Roxy Todd

Reporter/ Producer Inside Appalachia

Roxy Todd is a reporter and co-producer for Inside Appalachia and has been a reporter for West Virginia Public Broadcasting since 2014. Her stories have aired on NPR’s Morning Edition, All Things Considered, and Marketplace. She’s won several awards, including a regional AP Award for best feature radio story, and also two regional Edward R. Murrow awards for Best Use of Sound and Best Writing for her stories about Appalachian food and culture.

In 2017, she won first place in Public Radio News Directors Inc.’s (PRNDI) Nationally Edited Soft Feature category for her story titled “In Coal Country, Farmers get creative to bridge the fresh produce gap.” The radio show and podcast she helps produce, Inside Appalachia, won first place in PRNDI’s Long Documentary category for an episode titled “Hippies, Home Birth and the History of Birthing Babies in Appalachia.”

Roxy is a native of middle Tennessee. In 2005 she graduated from Warren Wilson College, where she studied Creative Writing, theater and education.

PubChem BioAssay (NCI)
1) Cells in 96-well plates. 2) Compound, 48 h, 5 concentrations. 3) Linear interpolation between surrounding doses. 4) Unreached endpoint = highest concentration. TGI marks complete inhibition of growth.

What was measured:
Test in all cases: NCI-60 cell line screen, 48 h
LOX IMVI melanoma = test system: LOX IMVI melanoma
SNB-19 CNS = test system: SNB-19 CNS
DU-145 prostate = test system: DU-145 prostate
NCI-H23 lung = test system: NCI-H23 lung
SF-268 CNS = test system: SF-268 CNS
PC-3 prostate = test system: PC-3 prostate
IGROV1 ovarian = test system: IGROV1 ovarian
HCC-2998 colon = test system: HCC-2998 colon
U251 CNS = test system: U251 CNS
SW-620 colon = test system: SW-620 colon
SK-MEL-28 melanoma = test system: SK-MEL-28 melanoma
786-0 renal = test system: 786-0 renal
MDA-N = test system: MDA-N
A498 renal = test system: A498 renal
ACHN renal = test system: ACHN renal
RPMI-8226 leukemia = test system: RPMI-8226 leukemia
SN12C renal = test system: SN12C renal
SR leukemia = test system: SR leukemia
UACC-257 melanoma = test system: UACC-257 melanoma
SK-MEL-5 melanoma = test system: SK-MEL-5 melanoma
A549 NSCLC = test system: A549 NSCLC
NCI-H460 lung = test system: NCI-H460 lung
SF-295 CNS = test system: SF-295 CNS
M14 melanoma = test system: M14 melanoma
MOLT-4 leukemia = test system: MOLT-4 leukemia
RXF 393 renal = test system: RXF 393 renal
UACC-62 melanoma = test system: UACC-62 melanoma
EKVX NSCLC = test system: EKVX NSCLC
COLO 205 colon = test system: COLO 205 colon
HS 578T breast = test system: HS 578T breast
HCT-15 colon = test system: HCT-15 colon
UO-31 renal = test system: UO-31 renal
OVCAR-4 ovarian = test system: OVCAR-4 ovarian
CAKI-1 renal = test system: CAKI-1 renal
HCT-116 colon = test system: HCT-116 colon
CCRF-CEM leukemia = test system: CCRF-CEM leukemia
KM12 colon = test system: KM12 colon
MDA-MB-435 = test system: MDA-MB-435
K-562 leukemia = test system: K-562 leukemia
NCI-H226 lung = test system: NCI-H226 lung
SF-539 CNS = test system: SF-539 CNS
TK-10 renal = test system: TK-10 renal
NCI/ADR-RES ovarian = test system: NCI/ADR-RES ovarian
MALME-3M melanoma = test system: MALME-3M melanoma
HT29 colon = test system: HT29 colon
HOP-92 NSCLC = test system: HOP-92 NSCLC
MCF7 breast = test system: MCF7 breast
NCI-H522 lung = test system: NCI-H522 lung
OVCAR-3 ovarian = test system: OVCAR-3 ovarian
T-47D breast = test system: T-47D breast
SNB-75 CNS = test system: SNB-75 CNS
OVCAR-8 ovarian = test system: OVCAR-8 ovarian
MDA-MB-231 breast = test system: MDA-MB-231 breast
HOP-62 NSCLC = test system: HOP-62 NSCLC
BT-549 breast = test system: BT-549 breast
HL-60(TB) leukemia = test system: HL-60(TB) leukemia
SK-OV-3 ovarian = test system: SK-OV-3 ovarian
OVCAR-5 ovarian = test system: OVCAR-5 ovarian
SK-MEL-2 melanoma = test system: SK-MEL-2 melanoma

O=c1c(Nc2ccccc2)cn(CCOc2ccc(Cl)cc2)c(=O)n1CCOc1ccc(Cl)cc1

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Roxy Todd

Inside the West Virginia Capitol Building, Roland Micklem sits on a marble bench, holding in one hand a handmade wooden cane. In his other hand is a small poster, a kind of manifesto, which he wrote to explain his reasons for going on an extended fast, without consuming any food except water, coffee and juice.

Micklem hopes that his quiet campaign will in some way inspire more awareness for the various causes of climate change, which he says include mountain top removal mining. Activists Vincent Eirene and Mike Roselle are joining the 85-year-old army veteran in this fast.

Traveling 219 / West Virginia Public Broadcasting

The little town of Helvetia, W.Va., tried its best to frighten away Old Man Winter at its Fasnacht festival, which takes place every year on the last Saturday before Lent.

Hundreds of people thronged the streets of the remote Swiss community in Randolph County, many of them squeezing into the community hall for the square dance.

People this year had large, papier-mâché masks that resembled long nosed-monsters, Chinese dragons, and druid-like trees.

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